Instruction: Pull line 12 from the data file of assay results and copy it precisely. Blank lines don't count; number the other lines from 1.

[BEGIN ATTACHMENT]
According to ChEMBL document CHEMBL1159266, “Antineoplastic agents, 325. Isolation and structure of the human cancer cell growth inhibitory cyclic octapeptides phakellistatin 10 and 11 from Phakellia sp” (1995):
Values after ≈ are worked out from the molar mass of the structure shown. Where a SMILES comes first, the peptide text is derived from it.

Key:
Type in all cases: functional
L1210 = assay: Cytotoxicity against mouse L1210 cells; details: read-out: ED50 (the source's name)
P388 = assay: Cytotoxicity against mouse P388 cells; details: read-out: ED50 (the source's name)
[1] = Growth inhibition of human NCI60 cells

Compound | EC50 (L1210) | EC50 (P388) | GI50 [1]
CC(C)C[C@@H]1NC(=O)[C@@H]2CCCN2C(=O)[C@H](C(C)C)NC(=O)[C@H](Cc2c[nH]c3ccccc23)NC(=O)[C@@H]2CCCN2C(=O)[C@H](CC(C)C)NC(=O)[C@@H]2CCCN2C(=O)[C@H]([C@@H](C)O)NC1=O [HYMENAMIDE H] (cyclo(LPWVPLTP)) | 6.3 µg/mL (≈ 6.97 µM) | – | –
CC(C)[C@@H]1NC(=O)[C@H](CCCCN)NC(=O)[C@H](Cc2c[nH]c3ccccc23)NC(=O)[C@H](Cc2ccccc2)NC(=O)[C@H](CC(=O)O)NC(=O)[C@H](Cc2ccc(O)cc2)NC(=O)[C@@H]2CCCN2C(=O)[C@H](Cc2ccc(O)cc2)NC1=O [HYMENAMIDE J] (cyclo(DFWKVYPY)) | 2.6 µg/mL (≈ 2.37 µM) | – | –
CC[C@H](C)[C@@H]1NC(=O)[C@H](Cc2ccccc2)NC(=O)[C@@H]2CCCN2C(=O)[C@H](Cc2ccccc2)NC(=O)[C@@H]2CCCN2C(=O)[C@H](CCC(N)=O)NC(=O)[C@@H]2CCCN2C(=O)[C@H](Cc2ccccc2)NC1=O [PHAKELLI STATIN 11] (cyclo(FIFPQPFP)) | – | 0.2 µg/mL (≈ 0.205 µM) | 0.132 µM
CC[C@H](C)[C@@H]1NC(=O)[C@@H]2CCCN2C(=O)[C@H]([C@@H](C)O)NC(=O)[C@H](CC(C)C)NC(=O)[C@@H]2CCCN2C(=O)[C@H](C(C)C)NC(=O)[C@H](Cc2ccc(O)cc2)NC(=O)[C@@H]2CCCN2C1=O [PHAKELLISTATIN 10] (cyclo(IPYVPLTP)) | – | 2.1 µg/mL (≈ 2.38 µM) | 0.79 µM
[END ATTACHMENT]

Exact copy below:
CC[C@H](C)[C@@H]1NC(=O)[C@@H]2CCCN2C(=O)[C@H]([C@@H](C)O)NC(=O)[C@H](CC(C)C)NC(=O)[C@@H]2CCCN2C(=O)[C@H](C(C)C)NC(=O)[C@H](Cc2ccc(O)cc2)NC(=O)[C@@H]2CCCN2C1=O [PHAKELLISTATIN 10] (cyclo(IPYVPLTP)) | – | 2.1 µg/mL (≈ 2.38 µM) | 0.79 µM